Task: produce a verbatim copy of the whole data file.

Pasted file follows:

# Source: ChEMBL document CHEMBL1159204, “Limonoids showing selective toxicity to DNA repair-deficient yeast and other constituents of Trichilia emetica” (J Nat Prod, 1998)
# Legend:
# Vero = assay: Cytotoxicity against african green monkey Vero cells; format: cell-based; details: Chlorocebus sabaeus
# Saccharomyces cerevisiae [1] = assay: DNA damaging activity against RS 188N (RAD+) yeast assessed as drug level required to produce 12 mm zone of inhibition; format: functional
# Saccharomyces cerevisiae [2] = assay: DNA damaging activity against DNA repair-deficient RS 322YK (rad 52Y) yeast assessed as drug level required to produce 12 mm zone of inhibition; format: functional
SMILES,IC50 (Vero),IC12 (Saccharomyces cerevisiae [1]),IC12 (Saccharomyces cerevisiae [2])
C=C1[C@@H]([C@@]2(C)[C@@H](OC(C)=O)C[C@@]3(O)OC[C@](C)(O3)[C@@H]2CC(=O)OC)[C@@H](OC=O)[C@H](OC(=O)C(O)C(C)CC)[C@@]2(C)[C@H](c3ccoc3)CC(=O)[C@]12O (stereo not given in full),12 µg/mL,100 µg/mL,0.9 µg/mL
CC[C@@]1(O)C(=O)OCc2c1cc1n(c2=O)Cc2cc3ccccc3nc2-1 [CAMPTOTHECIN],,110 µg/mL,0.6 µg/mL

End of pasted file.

# Source: ChEMBL document CHEMBL1159204, “Limonoids showing selective toxicity to DNA repair-deficient yeast and other constituents of Trichilia emetica” (J Nat Prod, 1998)
# Legend:
# Vero = assay: Cytotoxicity against african green monkey Vero cells; format: cell-based; details: Chlorocebus sabaeus
# Saccharomyces cerevisiae [1] = assay: DNA damaging activity against RS 188N (RAD+) yeast assessed as drug level required to produce 12 mm zone of inhibition; format: functional
# Saccharomyces cerevisiae [2] = assay: DNA damaging activity against DNA repair-deficient RS 322YK (rad 52Y) yeast assessed as drug level required to produce 12 mm zone of inhibition; format: functional
SMILES,IC50 (Vero),IC12 (Saccharomyces cerevisiae [1]),IC12 (Saccharomyces cerevisiae [2])
C=C1[C@@H]([C@@]2(C)[C@@H](OC(C)=O)C[C@@]3(O)OC[C@](C)(O3)[C@@H]2CC(=O)OC)[C@@H](OC=O)[C@H](OC(=O)C(O)C(C)CC)[C@@]2(C)[C@H](c3ccoc3)CC(=O)[C@]12O (stereo not given in full),12 µg/mL,100 µg/mL,0.9 µg/mL
CC[C@@]1(O)C(=O)OCc2c1cc1n(c2=O)Cc2cc3ccccc3nc2-1 [CAMPTOTHECIN],,110 µg/mL,0.6 µg/mL